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Sunseri, Graham impress at Pitt scrimmage

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Wednesday, Aug. 19, 2009
 

The average fan watching Pitt's first training camp scrimmage Tuesday might have left believing that quarterback Tino Sunseri and tailback Ray Graham are the most talented players at their position.

And they would be backed up by statistics.

Talent doesn't necessarily translate into spots in the starting lineup.

Pitt coach Dave Wannstedt reiterated his stance that there isn't an open quarterback competition, calling Bill Stull the starter after the fifth-year senior completed 9-of-14 passes for 57 yards, and he said freshman Dion Lewis was "the most consistent" of the tailbacks.

Nevermind that Graham, a freshman from Elizabeth, N.J., led all rushers with 42 yards on 12 carries and a touchdown -- 1 yard more on one less carry than Lewis, who also scored. Or that Sunseri, a redshirt freshman from Central Catholic, completed 6-of-7 passes for 60 yards and a touchdown.

Wannstedt also noticed their blemishes, as Graham fumbled on each of his first two carries, and Sunseri took a pair of sacks for minus-15 yards.

"Ray Graham has talent, but we had a chance being down 14-nothing with his first two carries," Wannstedt said. "A fumble last year in the Bowling Green game early turned the game around. It's just not a matter of how hard someone is throwing or how many moves a player with athletic ability might have. Is he prepared to play the entire game and do all the things necessary?

"That's what we're working through with these young kids. There's no question that Ray's got a lot of talent. He's going to be a heck of a player. There's no question Tino's got talent. He's going to be a heck of a player. It's just a matter of when and how fast these guys can come along."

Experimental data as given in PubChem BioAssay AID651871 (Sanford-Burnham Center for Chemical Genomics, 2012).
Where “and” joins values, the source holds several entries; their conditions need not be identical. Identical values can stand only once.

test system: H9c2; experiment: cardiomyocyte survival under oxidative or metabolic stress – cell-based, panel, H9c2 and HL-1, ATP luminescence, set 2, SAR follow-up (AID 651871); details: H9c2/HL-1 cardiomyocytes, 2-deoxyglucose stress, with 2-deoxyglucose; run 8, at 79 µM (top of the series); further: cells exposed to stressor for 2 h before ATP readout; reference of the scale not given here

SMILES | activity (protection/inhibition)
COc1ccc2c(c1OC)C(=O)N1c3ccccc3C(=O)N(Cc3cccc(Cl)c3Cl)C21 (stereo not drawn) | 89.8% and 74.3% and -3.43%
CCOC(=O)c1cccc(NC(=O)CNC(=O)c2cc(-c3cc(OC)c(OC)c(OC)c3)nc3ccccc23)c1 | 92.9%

If Stull is the unquestioned starter, it isn't being discussed in position meetings with Frank Cignetti Jr., Pitt's offensive coordinator and quarterbacks coach. The Panthers are treating each practice as if it's an audition, and Stull's first pass was intercepted by cornerback Jarred Holley.

"I feel if I don't play well that I'm not going to play," said Stull, who also led an eight-play scoring drive. "Obviously, it is a competition. I know how camp is around here. I definitely think it's a competition. I'm always going to compete and do my best, and I know the guys behind me are going to do the same."

Stull is being pushed by Sunseri, who's splitting first-team reps with Stull and appears to have moved ahead of junior Pat Bostick (5-of-10 passing for 18 yards). Sunseri has impressed with his arm strength and mobility, but he admits he's still learning the nuances of the offense and huddle command.

Nonetheless, he led two scoring drives, settling for a field goal on the first after Jonathan Baldwin dropped a corner fade in the end zone and rolling right to throw a 22-yard touchdown to walk-on tight end Jon Tisak on the second.

"With the way coach Cignetti has done it, it's open competition," said Sunseri, son of former Pitt All-America linebacker and assistant coach Sal Sunseri. "In that same aspect, we're trying to help each other every day. ... Whatever we can do to help the team is what we're going to do, and whoever can do it the best is going to play."

Lewis, a freshman who enrolled in January, got a head start in the tailback competition by having a strong spring. His combination of power was on display on the third series, when he shrugged off safety Andrew Taglianetti's tackle attempt on a 14-yard touchdown run. And Lewis showcased his elusiveness in faking out cornerback Aaron Berry.

"Dion was pretty much making everyone miss," Stull said.

Graham took a backseat in receiving repetitions to classmate Jason Douglas and redshirt freshman Chris Burns, who ran for 20 yards on nine carries and had three receptions. Graham finished the scrimmage strong with several sizzling runs on the final drive, which ended with his 1-yard touchdown run.

Wannstedt did his best to downplay talk of competition in camp.

"Every day we go onto the field, we have to prove ourselves and continue to improve," Wannstedt said. "That's probably the real phrase. I don't think it's as much as 'I've got to prove anything' as much as 'I've got to improve every day in my decision-making, in my throws, in my work ethic.'

"That's what training camp is for."

 

 

 
 


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